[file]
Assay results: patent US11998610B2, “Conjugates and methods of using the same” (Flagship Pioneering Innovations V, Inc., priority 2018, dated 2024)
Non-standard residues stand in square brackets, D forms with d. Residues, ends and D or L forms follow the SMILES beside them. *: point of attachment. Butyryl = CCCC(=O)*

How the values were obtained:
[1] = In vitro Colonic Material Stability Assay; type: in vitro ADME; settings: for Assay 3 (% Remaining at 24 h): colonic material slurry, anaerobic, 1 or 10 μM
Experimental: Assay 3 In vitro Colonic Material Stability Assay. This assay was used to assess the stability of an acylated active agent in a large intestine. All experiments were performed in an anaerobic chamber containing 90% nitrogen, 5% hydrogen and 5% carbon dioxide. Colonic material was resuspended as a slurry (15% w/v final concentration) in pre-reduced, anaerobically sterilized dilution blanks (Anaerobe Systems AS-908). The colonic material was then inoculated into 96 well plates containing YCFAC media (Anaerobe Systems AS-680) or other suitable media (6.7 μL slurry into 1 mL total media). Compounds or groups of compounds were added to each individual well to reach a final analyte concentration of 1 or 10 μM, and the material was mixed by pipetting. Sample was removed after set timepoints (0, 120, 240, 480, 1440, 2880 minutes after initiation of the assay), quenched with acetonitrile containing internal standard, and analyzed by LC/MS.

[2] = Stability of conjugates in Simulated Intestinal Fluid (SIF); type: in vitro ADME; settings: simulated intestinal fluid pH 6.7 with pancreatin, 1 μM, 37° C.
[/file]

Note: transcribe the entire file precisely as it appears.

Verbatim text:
Assay results: patent US11998610B2, “Conjugates and methods of using the same” (Flagship Pioneering Innovations V, Inc., priority 2018, dated 2024)
Non-standard residues stand in square brackets, D forms with d. Residues, ends and D or L forms follow the SMILES beside them. *: point of attachment. Butyryl = CCCC(=O)*

How the values were obtained:
[1] = In vitro Colonic Material Stability Assay; type: in vitro ADME; settings: for Assay 3 (% Remaining at 24 h): colonic material slurry, anaerobic, 1 or 10 μM
Experimental: Assay 3 In vitro Colonic Material Stability Assay. This assay was used to assess the stability of an acylated active agent in a large intestine. All experiments were performed in an anaerobic chamber containing 90% nitrogen, 5% hydrogen and 5% carbon dioxide. Colonic material was resuspended as a slurry (15% w/v final concentration) in pre-reduced, anaerobically sterilized dilution blanks (Anaerobe Systems AS-908). The colonic material was then inoculated into 96 well plates containing YCFAC media (Anaerobe Systems AS-680) or other suitable media (6.7 μL slurry into 1 mL total media). Compounds or groups of compounds were added to each individual well to reach a final analyte concentration of 1 or 10 μM, and the material was mixed by pipetting. Sample was removed after set timepoints (0, 120, 240, 480, 1440, 2880 minutes after initiation of the assay), quenched with acetonitrile containing internal standard, and analyzed by LC/MS.

[2] = Stability of conjugates in Simulated Intestinal Fluid (SIF); type: in vitro ADME; settings: simulated intestinal fluid pH 6.7 with pancreatin, 1 μM, 37° C.